St. Paul city planners in September 2015 shared a vision for what was essentially a mile-long front porch, linking dozens of downtown buildings along the Mississippi River into a kind of boardwalk promenade.
Oh, what a difference seven years can make.
Officials on Thursday released final schematics of a proposed River Balcony that weaves new scenic overlooks with step-down approaches that will allow people to touch the water in many places, under an ambitious plan to reconnect the city with the waterway that spawned it.
"I grew up in this community. I remember walking in Mounds Park, watching the river," said Ramsey County Commissioner Jim McDonough, 68, a lifelong St. Paulite. "But I can't remember a time when me, my family, where we were actually able to come down and walk up to the river, throw a rock in the river."
The next six- to nine-month "transition period" will be spent firming up costs and construction plans, while also lining up the public and private funding needed to pay for it, said Mary deLaittre, executive director of the Great River Passage Conservancy.
"What we see here is a much larger site than what we originally anticipated," deLaittre said of plans that fuse a 1.5-mile meandering promenade from Union Depot to the Science Museum of Minnesota with new tree-covered green space and public spaces from Kellogg Boulevard down to the river.
From a new amphitheater and woods at the Science Museum to a welcome area near Lambert's Landing for Viking River Cruises, the River Balcony is a much more comprehensive riverfront redevelopment than proposed back when Chris Coleman was mayor.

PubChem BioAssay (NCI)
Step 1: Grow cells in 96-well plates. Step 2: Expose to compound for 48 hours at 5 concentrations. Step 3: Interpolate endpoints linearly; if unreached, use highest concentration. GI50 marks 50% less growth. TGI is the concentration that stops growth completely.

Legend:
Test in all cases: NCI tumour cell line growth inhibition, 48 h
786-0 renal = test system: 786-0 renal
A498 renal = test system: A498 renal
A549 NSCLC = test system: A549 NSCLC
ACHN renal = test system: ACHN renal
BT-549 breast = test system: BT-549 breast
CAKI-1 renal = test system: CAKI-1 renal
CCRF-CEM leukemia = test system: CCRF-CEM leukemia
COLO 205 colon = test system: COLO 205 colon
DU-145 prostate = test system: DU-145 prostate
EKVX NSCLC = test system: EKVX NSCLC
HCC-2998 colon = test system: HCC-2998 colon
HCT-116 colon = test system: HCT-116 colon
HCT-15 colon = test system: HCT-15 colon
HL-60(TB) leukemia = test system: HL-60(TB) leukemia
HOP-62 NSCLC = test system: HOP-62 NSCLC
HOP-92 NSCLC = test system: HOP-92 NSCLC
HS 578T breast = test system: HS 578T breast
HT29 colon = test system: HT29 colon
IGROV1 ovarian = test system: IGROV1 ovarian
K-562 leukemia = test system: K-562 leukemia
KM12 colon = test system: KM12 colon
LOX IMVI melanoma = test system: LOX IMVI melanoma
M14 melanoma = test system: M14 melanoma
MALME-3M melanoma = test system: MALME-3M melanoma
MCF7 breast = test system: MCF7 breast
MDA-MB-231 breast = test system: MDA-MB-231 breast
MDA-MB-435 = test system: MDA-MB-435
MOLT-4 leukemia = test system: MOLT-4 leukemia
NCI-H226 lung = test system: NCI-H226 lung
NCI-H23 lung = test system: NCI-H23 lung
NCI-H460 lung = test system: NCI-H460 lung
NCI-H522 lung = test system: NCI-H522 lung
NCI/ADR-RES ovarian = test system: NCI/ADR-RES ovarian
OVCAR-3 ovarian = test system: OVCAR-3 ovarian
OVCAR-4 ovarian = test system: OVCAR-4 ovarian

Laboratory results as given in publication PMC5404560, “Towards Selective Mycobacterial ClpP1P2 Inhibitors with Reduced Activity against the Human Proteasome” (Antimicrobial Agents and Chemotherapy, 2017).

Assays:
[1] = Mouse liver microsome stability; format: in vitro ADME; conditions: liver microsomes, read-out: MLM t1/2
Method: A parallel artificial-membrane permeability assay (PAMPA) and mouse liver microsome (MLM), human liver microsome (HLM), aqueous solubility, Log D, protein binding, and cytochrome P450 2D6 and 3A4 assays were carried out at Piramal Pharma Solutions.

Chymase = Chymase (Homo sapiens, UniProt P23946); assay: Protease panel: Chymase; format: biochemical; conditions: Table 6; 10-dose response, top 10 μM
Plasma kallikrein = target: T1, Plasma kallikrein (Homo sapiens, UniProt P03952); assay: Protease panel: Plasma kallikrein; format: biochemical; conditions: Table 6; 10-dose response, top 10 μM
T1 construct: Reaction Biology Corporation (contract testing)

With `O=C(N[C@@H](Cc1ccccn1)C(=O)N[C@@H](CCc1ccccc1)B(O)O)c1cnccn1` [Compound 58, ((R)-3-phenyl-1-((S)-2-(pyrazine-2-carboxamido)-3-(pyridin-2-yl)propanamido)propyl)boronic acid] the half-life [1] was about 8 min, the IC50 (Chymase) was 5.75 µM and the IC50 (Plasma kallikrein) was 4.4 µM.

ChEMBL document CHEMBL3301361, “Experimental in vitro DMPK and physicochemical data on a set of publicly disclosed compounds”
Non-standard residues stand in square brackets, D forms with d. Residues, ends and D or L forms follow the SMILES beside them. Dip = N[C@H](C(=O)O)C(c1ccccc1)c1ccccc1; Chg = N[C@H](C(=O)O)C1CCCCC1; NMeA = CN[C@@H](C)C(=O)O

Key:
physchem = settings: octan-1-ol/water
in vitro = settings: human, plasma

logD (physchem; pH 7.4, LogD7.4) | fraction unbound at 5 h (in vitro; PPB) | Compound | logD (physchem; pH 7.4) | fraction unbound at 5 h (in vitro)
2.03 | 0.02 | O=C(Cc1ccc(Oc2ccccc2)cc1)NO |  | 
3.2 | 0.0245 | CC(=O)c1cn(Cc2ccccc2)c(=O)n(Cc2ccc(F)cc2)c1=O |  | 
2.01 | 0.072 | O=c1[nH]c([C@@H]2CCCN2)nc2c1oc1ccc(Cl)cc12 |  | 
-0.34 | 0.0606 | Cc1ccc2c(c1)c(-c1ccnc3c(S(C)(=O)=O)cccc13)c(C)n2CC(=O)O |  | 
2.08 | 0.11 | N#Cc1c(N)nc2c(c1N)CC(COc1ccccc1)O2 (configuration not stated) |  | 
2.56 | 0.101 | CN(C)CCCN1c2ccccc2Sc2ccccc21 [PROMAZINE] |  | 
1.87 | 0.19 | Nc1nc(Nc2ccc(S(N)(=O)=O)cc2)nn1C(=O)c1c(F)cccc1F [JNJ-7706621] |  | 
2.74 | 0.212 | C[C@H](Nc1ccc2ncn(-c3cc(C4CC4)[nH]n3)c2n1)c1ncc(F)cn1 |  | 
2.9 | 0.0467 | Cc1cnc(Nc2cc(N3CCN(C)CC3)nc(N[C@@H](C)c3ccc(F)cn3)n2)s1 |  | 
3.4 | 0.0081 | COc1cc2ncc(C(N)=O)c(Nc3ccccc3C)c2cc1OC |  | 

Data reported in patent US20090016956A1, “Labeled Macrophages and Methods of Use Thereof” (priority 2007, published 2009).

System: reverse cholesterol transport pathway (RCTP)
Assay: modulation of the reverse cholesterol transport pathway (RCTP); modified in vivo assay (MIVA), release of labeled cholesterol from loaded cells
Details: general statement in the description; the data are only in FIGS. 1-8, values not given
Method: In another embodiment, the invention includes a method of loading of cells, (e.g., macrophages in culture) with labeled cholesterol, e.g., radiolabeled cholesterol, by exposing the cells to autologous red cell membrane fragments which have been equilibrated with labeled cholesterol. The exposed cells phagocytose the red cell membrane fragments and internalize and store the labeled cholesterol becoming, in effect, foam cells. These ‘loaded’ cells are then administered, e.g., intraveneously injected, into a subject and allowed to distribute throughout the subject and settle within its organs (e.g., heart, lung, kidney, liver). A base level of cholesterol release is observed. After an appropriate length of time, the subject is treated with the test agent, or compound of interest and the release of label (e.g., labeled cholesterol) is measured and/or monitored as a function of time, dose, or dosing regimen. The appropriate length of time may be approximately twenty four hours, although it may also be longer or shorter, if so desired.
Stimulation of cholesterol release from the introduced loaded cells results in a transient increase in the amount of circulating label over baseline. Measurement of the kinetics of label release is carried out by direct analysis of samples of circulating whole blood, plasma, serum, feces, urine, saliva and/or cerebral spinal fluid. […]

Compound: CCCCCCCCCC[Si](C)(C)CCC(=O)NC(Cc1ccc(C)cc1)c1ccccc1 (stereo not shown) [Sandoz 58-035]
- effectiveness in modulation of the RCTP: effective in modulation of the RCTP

River Balcony planners will coordinate with ongoing projects such as Ramsey County's proposed RiversEdge project and the city's plans for redeveloping the RiverCentre parking ramp.
Kathleen O'Neill lives downtown. She really liked the drawings and details unveiled Thursday.
"I'm very excited. My first impression is very positive," she said. "I mean, it's very complicated. It's hard to see how they will implement it. I used to work as a planner. But I laud the work they've done so far."
Karl Hakanson said it's taken the city decades to realize that it's important to refresh its relationship to the river.
"Any time you can get people down to the river, looking at the river, interacting with the river, I think is great," he said. "St. Paul's skyline is not the prettiest, so I think they could really dress things up."
County officials are working with developer AECOM to build RiversEdge, a $788 million redevelopment on the bluffline above the river that would include a hotel, luxury housing, retail and high-end office space in four towers. Aspects of River Balcony will be phased in as RiversEdge and other projects develop, deLaittre said.
"We open it up and sort of create these wonderful connections where everything has been closed off and sort of divided from one another," she said of new public spaces to come.
River Balcony as envisioned anticipates a very different Shepard Road, which for decades has served as an arterial connection between Hwy. 61 in the east and Hwy. 5 in the west. If it is to safely bring pedestrians from the downtown bluff to the riverfront, St. Paul and Ramsey County officials will need to find ways to calm the traffic that now zips along the river's edge, deLaittre acknowledged. Those discussions have begun, she said.
St. Paul and Ramsey County have worked for years to reclaim the capital city's 26-mile Mississippi River waterfront. Great River Passage Conservancy is the fundraising arm of those efforts. Other riverfront projects now underway include a National Park Service headquarters and learning center at Crosby Farm Regional Park and an East Side district that connects parks and trails while honoring sacred Dakota sites.
The idea of a promenade was the start.
"Frankly, the River Balcony is the catalyst," deLaittre said.